With only hours before President Obama is expected to announce a major unilateral amnesty for illegal immigrants, Republican lawmakers on Capitol Hill appear flummoxed at what they might do to stop him from going forward.
“We’ve been trying to figure out what leverage we have. And we’re all finding it very difficult to actually stop the president in the next two months,” said Rep. Marlin Stutzman (R-IN).
Iowa Republican Steve King, however, did not lack ideas. Speaking to a scrum of reporters off the House floor, he offered a a specific, three-step plan on how to respond in the weeks following the announcement.
The first step, King proposes, would be a resolution expressing disapproval of Obama’s order and his authority to issue it. “Then, we’ll see how the president acts. If he reacts to that and decides that Congress is actually going to control the president, then maybe we don’t need to do anything else,” he said.
With Obama presumably unswayed by the non-binding legislation, the House would then move to censure the president, a formal act of reprobation short of impeachment. Censure has no formal articulation in the Constitution but has been used a handful of times throughout U.S. History.
“That’s more personal, it’s more direct. It holds him accountable for the anticipation that he will again violate the oath office,” King said.
The third step is to use Congress’ power of the purse to “cut off all funding to implement or enforce any unconstitutional executive decision,” something that presumably must come in January once the next Congress has convened and Republicans control the Senate.
King said that a funding battle needn’t occur over the entire swath of appropriations bills: “It would be possible for the House to go forward on some of the appropriation bills that don’t effect our border security and enforcement and send that over to the Senate and see what they will do to try to keep this government operating.”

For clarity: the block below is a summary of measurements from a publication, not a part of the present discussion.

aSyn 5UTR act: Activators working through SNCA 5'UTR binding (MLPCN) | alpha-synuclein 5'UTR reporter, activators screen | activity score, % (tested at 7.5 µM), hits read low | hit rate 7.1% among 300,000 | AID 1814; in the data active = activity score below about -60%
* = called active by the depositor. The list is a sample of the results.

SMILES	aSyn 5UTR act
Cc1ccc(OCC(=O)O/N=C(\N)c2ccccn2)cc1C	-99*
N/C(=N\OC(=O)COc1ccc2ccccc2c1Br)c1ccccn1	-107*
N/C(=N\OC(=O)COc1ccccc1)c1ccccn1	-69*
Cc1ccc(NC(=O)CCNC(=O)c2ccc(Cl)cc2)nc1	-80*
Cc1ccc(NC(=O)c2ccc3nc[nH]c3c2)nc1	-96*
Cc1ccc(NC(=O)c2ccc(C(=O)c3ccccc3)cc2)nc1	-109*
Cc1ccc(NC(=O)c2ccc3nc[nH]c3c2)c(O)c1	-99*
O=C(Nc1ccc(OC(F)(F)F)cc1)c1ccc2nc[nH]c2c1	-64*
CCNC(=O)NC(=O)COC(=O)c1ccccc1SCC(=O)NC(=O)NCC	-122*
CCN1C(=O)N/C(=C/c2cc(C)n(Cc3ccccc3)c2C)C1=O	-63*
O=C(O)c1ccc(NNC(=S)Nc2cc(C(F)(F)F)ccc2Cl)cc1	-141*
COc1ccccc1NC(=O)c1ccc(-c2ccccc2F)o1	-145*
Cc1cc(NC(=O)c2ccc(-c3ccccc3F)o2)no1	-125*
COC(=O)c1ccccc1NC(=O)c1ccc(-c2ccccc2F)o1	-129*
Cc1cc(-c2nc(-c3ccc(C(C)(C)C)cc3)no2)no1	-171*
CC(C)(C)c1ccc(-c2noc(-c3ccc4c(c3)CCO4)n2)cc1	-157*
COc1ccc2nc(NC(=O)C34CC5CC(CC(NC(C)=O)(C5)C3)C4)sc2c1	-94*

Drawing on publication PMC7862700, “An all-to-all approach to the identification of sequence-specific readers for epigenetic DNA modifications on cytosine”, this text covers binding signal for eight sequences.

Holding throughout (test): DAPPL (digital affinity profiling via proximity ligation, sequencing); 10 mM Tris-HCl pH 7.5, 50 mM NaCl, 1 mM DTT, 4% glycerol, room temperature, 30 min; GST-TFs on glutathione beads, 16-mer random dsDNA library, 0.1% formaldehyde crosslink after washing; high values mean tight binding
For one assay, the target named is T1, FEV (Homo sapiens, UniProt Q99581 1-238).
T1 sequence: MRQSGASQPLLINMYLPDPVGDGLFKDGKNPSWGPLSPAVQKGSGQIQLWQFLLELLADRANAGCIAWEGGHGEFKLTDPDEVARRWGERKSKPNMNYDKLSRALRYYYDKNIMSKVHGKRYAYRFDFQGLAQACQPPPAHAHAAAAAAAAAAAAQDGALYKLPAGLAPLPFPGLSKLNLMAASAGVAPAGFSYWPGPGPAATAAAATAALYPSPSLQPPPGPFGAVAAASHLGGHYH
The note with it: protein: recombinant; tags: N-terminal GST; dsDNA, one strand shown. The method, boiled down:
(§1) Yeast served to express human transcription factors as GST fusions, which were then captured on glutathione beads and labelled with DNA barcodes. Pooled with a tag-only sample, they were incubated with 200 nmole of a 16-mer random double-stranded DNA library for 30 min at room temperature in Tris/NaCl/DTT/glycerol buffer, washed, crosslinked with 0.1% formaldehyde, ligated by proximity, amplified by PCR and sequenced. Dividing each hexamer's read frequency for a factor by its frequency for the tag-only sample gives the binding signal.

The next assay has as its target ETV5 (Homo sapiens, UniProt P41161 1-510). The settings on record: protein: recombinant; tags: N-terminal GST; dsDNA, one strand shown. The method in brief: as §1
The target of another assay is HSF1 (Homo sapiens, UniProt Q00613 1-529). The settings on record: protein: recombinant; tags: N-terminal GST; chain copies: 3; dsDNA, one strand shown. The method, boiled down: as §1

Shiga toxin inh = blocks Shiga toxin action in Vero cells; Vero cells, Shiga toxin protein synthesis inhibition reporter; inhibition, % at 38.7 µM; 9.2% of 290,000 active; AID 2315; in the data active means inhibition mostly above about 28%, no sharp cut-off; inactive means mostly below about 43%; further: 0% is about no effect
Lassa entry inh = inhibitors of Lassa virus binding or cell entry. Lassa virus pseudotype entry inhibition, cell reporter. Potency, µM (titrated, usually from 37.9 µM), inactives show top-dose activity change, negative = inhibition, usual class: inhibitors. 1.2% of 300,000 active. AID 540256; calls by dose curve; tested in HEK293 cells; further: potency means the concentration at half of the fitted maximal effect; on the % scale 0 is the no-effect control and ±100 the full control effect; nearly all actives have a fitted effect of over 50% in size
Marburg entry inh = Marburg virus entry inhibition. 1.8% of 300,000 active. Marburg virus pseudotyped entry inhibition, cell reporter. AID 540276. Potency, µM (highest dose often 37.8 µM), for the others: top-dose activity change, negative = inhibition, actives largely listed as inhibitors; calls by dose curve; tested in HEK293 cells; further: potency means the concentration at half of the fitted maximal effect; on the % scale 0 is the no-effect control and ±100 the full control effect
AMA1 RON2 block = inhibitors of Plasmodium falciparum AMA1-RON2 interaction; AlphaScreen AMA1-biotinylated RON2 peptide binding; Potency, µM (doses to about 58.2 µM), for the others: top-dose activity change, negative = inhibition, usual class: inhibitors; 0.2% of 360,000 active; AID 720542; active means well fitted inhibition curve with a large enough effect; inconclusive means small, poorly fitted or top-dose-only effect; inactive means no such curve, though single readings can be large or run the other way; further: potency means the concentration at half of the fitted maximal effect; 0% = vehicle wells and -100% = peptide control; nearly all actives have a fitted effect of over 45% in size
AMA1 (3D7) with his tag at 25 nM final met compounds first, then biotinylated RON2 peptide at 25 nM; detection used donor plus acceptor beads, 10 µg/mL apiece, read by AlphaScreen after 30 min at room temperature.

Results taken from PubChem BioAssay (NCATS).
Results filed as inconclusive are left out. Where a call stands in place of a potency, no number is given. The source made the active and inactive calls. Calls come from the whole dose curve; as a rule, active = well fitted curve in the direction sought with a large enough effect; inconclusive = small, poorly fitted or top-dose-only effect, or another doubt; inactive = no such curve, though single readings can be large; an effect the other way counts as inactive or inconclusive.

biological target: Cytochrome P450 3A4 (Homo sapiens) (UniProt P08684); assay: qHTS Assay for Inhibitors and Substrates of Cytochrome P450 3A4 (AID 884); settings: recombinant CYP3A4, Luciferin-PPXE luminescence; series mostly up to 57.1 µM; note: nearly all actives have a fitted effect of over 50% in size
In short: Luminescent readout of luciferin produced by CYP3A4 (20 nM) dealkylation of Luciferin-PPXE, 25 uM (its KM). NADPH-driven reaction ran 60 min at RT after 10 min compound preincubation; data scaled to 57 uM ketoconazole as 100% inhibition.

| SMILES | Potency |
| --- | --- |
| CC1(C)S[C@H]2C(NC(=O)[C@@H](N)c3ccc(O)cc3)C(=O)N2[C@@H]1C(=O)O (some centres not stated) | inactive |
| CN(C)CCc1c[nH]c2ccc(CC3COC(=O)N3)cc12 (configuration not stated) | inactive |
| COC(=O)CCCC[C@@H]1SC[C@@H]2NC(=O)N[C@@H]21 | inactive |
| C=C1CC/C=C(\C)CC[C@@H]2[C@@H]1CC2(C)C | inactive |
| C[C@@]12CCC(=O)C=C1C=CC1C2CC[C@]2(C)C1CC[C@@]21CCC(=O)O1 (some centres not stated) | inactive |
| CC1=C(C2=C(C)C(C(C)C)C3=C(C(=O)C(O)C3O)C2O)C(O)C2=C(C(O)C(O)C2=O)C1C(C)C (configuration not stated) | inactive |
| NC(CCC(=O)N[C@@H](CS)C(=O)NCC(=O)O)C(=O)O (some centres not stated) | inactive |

King’s plan is the latest proposal offered by Republicans scrambling to determine their response to what will be a significant departure from precedent in size and scope for unilateral presidential action.
With angst building among conservatives about Obama’s order, senior GOP Republicans are warning instead of their own party’s potential overreach.
“Thoughtfully,” said Rep. Steve Stivers (R-OH), a close ally of Speaker John Boehner’s, when asked how Republicans should respond. For emphasis, he repeated the word twice.
“What we need to do here is be careful about changing the issue. The issue is what the president is doing, both the way he is doing it and what he’s doing. If we start playing the CR game or the government shutdown, that actually changes the discussion and it penalizes the rest of the American people for what the president does. We ought to be thinking of ways to shut down the president not shutdown the government,” said Rep. Tom Cole (R-OK), a senior member of the appropriations panel.
Lawmakers and aides are wrestling with technical issues, including how to potentially defund immigration agencies that operate in part from the revenue from fees rather than congressional appropriations.
Another idea floated Wednesday by House Appropriations Committee Chairman Hal Rogers (R-KY) has received pushback from the conservatives who have criticized it as ineffectual.
Rogers proposed using “recsission” to pull back funding authorized by an omnibus in the next few weeks once the next Congress convenes.
Although Rep. Matt Salmon (R-AZ) said following the meeting that Rogers had claimed to colleagues a recission bill would not need Obama’s signature for enactment, a Rogers aide disputed that.
Rogers plan, the aide said, was for a recission bill to be attached to Obama’s legislative priorities in the next Congress.
GOP lawmakers are also reluctant to respond given that they do not know with certainty what the executive order will entail.
“Ok, ask me that question when I know what the executive order is,” said Majority Leader Kevin McCarthy when asked how severe a threat the act would be to the Constitution.
“I’m still waiting to see what he actually says before I react to it. I don’t have powers of prophecy,” said Rep. Tom McClintock (R-CA). “The sentiment is: he’d better not.”
Rep. Luis Gutierrez (D-IL), the Democrats’ most outspoken proponent of amnesty, said Republicans will have plenty of time to respond.
“The best thing we can do is for Republicans to stop whining and crying after their incredible victory in the polls and start legislating. It will take maybe four months between tomorrow, the president making the announcement, and the first day somebody is eligible for a benefit. Four months before you can go to a government agency and apply for a benefit under what the president states tomorrow night. During those four months — have you seen the calendar for January? We’re in all of January,” he said.
Caroline May contributed reporting.